Vegan Doctor Group Takes Break From Attacking UW to Warn That Hot Dogs Are as Bad as Cigarettes

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The Physicians' Committee for Responsible Medicine is a D.C.-based group of activists (a few of whom are doctors) that's committed to promoting a nationwide vegan diet and stopping animal research. The folks at UW know the group well as the ones who keep suing them over animal research.

Well, the PCRM has a new foe. It's called America.

Well, actually, their new foe is called the hot dog. But hot dogs and America are practically the same thing, amirite?

Anyhow, the group just put up an enormous billboard near the Indianapolis Motor Speedway that reads as such:

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The PCRM says that the basis of its deduction that hot dogs are as bad as cigarettes lies in data from the American Institute for Cancer Research, which in 2007 published a study that says (among many other things) that eating lots of processed meat can lead to an increased risk of cancer.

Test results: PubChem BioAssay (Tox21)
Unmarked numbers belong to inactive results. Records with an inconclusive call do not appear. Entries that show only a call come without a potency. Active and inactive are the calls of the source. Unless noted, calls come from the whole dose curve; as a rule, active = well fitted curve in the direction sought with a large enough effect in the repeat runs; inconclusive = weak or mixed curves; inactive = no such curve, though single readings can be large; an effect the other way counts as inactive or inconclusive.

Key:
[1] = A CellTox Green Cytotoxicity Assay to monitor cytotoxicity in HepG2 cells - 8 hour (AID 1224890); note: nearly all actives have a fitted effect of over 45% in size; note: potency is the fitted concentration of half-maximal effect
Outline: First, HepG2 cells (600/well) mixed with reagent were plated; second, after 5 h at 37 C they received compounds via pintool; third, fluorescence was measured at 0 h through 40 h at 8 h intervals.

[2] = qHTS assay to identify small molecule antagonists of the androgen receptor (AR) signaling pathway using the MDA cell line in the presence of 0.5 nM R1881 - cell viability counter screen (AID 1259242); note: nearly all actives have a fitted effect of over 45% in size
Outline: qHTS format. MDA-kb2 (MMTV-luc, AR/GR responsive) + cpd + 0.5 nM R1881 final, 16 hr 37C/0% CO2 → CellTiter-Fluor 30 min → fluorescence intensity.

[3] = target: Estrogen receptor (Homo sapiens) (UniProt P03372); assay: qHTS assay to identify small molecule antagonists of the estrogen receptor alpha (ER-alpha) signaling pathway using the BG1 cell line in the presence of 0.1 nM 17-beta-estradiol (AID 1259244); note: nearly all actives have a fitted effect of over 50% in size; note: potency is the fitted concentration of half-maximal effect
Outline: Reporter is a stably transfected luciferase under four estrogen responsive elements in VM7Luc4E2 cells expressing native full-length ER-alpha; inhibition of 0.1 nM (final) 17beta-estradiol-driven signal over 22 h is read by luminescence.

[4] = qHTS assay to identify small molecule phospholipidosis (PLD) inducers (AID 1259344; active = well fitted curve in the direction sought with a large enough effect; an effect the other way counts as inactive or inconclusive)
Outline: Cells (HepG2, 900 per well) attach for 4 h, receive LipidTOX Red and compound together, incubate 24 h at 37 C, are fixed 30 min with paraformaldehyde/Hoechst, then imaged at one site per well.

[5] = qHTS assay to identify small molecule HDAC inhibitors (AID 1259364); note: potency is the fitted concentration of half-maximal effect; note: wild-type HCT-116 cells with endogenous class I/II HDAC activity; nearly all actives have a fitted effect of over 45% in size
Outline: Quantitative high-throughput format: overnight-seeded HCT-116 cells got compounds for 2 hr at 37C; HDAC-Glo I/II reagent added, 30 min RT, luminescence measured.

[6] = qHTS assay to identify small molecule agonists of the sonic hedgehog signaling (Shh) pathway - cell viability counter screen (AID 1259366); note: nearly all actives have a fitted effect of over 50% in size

"A hot dog a day could send you to an early grave," has become PCRM spokesperson Susan Levin's catchphrase in promoting the group's anti-hot dog agenda.

Of course, the study referenced by the PCRM warns against daily consumption of hot dogs and other processed meat, which is--like eating any relatively unhealthy food--not recommended as a healthy lifestyle.

Seattle Weekly talked to Levin on the phone and asked if she felt her group was making a rather large leap in comparing eating hot dogs to smoking chemically- renched tobacco leaves.

"No, we're not making a leap," she says. "You could probably smoke a cigarette a day and be fine. But no doctor is going to recommend it. The real message I want to deliver is that there is no safe amount [of hot dog eating] in terms of risk. If you want to quantify that, fine, but the risk is there."

It's true. The risk is there. Just like the risk of having a heart attack from eating too many french fries or damaging one's liver from drinking too much beer is there.

Lost in the PCRM's campaign, however, is the idea that eating hot dogs in moderation might not be such a bad thing.

Then again, the PCRM has never been one for nuance. This is a group that has received a huge amount of funding from PETA and has been denounced by members of the American Medical Association for "misleading" the public on issues of animal research.

The point is, hearing that one should never eat hot dogs from a group that thinks people should never eat any animals should be taken with a grain of salt (a substance found abundantly in hot dogs).

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